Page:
Less than two weeks after bringing elementary and middle school students back to the classroom, Aurora is moving nearly all students to remote learning.
The board voted unanimously to make the switch Thursday evening, saying that they were concerned about the rising cases and how it might increase the workload in schools where staff are missing because of quarantines or exposures.
Aurora Superintendent Rico Munn had recommended that the board vote to keep students in person for at least another two weeks while the district evaluated the county’s virus mitigation efforts. But Munn admitted that if the numbers of cases don’t start dropping, it may be difficult to keep students on campus for another two weeks.
“We have nothing but bad options in front of us,” Munn said.
As the 37,000-student Aurora district returns to online learning, a spokesman said the plan is to again offer small-group in-person learning for vulnerable students. Preschool and kindergarten students will also continue learning in person, according to additional details sent to parents.
Aurora is the latest district to reassess its plans as COVID-19 cases rise around the region. The different responses reflect Colorado’s emphasis on local control and leave a patchwork of educational options for students across the state.
Denver middle and high school students are learning from home at least through November Meanwhile, Adams 12 moved older students back online after just a few weeks in classrooms, and Adams 14 decided to stay remote through December. That leaves tens of thousands of Colorado students without access to in-person learning — for now.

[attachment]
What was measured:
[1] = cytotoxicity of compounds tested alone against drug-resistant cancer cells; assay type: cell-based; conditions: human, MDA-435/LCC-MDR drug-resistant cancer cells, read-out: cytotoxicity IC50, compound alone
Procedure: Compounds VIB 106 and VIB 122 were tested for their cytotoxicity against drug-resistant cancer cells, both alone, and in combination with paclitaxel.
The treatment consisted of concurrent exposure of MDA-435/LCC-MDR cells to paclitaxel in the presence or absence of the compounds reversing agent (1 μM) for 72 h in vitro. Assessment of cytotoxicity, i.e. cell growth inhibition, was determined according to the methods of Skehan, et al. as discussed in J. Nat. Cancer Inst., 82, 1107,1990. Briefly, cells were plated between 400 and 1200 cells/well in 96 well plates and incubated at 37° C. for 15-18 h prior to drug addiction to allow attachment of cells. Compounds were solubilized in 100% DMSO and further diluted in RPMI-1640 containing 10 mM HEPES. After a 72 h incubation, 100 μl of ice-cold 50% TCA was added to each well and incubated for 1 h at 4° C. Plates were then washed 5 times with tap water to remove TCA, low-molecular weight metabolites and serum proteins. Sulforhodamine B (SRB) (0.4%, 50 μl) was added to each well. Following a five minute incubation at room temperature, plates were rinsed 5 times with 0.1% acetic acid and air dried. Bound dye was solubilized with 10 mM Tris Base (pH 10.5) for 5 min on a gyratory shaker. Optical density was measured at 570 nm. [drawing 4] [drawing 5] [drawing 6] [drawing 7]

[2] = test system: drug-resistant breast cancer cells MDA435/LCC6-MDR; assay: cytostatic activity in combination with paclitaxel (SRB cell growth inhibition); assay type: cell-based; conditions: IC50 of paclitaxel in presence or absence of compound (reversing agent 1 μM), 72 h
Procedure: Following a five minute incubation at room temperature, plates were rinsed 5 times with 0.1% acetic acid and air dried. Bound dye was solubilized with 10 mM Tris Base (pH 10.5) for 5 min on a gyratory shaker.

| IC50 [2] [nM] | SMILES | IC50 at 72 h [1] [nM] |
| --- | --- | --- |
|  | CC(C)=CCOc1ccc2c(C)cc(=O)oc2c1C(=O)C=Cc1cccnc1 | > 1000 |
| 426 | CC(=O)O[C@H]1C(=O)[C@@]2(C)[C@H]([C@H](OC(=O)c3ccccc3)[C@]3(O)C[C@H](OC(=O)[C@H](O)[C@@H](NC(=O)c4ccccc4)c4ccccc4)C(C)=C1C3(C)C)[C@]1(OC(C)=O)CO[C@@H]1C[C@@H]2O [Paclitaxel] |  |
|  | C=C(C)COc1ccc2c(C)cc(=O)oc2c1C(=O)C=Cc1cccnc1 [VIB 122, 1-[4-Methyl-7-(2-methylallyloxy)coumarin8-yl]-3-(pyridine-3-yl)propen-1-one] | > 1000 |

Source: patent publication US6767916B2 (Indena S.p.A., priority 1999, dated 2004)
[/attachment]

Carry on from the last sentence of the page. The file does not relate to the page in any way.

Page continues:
The working class suburbs of Adams County have been particularly hard hit by new coronavirus cases, with some district leaders having been impacted personally. In Adams 14, board members have lost family members to COVID-19. In Aurora, Superintendent Munn is on quarantine after being exposed to a person with the virus, and the board president has said that she is experiencing symptoms and awaiting testing. The county is working on a mitigation plan to avoid returning to tighter restrictions.
Adams 12 Superintendent Chris Gdowski said he still believes schools are relatively safe, but frequent quarantines had become too disruptive.
The 37,000-student district started the school year remotely and brought students back to the classroom on Oct. 1. In the first 20 days of October, the district enacted 75 quarantines affecting 1,161 students and 170 staff members. Many secondary teachers were already struggling to maintain learning for in-school and at-home students under the district’s hybrid schedule, and the quarantines added another complication.
“The frequency and how they affect secondary and high school educators and the quality of instruction has been the deciding factor” in moving older students to remote learning, Gdowski said.
The reaction has been mixed, he said. Many parents said they were frustrated that their children have to make yet another hard transition, and some elementary school teachers expressed concern that the district was not prioritizing their safety.
For now, elementary schools are continuing with full-time in-person learning.
“This is not where we want to be,” Gdowski said. “It’s been a frustrating fall, a frustrating year.”
But other districts facing similar coronavirus case rates are continuing with in-person learning for all students. The 9,000-student Mapleton school district has held in-person classes since August and has no plans to change that.
“Our processes have been working,” said Karla Allenbach, a Mapleton assistant superintendent. “The outbreaks that are happening are community-based — that’s where the primary mode of transmission is occurring. Our actual numbers in schools are significantly lower than in the community.”